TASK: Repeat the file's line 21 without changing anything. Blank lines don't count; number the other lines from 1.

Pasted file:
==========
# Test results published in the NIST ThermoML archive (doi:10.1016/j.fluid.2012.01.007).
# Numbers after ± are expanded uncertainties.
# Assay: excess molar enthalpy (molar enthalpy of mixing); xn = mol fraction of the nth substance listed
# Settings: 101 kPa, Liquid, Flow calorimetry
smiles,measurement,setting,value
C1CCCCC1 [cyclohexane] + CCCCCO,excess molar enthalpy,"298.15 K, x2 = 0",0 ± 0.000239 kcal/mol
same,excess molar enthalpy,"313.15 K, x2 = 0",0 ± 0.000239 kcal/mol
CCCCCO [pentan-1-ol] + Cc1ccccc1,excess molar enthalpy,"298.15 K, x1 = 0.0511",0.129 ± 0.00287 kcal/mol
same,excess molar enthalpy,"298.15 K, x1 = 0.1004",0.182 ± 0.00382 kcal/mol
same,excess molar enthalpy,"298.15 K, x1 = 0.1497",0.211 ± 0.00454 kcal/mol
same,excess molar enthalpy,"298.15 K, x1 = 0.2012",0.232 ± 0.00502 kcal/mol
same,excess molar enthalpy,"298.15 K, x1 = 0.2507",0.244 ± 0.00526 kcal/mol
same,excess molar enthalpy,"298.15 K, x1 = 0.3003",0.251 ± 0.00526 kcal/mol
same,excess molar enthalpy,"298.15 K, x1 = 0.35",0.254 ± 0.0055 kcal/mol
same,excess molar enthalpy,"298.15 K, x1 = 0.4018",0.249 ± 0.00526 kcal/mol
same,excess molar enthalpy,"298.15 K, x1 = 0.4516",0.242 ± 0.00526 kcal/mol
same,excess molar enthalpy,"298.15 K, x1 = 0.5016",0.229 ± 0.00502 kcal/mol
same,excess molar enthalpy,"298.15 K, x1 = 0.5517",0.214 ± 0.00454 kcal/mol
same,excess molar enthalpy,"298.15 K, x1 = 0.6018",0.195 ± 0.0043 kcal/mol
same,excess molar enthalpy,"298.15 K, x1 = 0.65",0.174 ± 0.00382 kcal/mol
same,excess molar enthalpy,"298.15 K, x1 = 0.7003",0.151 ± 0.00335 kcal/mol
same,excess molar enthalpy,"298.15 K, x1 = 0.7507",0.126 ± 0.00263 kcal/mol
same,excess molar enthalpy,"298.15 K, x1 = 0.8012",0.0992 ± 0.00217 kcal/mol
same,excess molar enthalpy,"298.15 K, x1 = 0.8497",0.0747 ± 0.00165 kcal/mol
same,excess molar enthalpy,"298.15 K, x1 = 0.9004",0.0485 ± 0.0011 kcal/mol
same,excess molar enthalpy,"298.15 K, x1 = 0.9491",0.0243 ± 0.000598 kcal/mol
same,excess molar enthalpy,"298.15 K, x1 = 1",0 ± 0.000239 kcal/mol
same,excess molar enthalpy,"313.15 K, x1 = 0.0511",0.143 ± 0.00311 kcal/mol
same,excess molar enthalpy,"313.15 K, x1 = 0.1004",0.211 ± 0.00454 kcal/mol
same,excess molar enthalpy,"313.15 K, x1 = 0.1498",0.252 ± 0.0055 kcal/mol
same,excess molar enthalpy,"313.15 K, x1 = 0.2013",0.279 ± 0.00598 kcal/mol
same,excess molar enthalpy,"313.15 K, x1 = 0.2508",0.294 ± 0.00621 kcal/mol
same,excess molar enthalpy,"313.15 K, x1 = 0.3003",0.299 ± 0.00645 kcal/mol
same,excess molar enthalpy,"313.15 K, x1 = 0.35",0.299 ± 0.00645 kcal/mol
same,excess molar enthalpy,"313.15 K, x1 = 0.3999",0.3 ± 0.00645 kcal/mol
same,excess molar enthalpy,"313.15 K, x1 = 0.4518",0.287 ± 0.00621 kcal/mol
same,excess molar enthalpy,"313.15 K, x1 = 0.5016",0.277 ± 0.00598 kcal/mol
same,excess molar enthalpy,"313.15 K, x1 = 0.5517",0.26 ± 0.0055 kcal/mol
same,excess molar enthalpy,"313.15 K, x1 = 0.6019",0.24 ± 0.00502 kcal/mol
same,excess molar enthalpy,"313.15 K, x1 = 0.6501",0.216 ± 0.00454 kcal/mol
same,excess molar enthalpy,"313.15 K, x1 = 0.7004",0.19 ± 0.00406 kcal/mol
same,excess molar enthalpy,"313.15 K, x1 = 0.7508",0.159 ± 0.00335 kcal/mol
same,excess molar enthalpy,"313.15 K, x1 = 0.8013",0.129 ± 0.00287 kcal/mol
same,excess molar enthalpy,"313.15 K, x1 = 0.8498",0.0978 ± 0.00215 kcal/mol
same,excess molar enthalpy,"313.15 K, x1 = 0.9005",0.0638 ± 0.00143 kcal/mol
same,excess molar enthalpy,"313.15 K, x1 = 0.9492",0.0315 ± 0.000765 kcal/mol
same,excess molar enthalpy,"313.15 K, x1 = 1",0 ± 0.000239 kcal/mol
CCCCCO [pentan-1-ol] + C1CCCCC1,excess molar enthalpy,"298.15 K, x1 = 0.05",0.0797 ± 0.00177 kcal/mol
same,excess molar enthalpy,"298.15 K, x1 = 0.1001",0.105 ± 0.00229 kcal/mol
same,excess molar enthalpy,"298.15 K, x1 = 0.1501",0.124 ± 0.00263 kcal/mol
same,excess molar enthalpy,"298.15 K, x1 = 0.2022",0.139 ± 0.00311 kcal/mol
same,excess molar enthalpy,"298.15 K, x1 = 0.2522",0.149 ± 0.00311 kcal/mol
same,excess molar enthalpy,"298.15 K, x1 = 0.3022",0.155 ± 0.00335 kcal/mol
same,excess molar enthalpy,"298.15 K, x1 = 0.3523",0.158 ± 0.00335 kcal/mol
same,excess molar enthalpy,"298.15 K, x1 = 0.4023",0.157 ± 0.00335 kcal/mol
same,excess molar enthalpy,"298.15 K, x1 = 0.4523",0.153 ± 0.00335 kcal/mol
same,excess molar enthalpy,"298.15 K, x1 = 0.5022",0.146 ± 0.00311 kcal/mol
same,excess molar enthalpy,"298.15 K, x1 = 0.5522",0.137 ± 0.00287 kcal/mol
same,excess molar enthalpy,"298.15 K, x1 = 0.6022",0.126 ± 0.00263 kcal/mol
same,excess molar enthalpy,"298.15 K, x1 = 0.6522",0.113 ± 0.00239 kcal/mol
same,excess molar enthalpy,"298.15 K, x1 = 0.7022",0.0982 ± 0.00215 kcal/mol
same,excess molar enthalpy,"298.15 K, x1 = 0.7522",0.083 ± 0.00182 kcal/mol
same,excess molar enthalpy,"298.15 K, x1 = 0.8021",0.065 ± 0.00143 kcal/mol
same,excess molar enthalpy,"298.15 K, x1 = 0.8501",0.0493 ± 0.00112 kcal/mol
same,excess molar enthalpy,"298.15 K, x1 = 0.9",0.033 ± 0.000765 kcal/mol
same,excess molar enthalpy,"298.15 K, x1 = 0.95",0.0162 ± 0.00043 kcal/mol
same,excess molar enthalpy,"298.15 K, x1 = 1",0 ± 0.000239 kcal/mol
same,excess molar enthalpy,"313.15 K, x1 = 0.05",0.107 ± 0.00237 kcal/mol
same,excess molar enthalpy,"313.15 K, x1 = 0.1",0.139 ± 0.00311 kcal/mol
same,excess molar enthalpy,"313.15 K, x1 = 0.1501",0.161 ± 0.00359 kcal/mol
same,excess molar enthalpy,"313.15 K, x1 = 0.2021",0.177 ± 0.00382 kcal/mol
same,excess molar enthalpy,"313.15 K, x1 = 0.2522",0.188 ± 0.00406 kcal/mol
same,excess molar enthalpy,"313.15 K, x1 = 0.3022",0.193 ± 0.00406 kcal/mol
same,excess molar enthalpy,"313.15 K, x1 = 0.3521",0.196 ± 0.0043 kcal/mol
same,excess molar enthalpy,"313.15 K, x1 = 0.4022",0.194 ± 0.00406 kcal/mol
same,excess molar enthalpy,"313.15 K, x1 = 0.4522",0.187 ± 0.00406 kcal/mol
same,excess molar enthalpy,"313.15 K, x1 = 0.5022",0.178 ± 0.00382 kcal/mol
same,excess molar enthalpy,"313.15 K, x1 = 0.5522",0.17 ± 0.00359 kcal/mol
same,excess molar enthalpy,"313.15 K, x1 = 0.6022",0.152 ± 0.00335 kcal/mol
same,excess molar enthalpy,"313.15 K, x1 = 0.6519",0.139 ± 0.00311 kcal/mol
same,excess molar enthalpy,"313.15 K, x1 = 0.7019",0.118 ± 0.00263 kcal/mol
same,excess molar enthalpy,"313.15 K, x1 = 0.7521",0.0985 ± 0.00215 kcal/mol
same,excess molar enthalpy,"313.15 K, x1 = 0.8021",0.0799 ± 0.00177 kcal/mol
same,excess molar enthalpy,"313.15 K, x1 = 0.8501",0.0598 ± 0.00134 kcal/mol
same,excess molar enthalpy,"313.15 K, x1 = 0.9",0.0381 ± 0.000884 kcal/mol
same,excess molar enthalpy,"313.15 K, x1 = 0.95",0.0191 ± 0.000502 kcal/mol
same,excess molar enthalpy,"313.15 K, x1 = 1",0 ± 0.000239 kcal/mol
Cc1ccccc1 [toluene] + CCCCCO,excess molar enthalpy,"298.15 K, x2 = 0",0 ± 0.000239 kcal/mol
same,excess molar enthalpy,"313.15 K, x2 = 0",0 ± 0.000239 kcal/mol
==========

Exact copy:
same,excess molar enthalpy,"298.15 K, x1 = 0.7003",0.151 ± 0.00335 kcal/mol